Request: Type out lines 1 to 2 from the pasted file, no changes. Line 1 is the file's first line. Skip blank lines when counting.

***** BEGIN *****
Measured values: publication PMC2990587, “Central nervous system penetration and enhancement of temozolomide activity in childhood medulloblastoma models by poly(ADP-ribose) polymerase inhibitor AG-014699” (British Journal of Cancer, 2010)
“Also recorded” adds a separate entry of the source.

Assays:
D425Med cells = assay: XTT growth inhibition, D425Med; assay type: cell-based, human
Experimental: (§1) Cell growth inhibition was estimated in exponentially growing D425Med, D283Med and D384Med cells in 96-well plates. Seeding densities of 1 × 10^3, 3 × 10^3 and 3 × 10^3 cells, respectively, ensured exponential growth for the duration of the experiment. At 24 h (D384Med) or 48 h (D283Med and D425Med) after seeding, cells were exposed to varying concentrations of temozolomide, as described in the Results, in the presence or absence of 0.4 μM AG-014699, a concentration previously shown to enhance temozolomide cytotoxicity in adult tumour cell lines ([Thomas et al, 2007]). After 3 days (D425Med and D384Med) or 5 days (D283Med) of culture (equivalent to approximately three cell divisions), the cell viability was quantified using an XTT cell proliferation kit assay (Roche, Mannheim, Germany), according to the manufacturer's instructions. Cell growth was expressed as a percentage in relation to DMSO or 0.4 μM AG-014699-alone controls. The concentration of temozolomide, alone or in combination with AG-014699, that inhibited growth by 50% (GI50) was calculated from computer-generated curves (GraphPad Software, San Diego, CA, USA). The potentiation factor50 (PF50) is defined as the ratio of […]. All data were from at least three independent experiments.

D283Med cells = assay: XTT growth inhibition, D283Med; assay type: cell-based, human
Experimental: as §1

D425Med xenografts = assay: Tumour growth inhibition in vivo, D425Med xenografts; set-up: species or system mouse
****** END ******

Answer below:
Measured values: publication PMC2990587, “Central nervous system penetration and enhancement of temozolomide activity in childhood medulloblastoma models by poly(ADP-ribose) polymerase inhibitor AG-014699” (British Journal of Cancer, 2010)
“Also recorded” adds a separate entry of the source.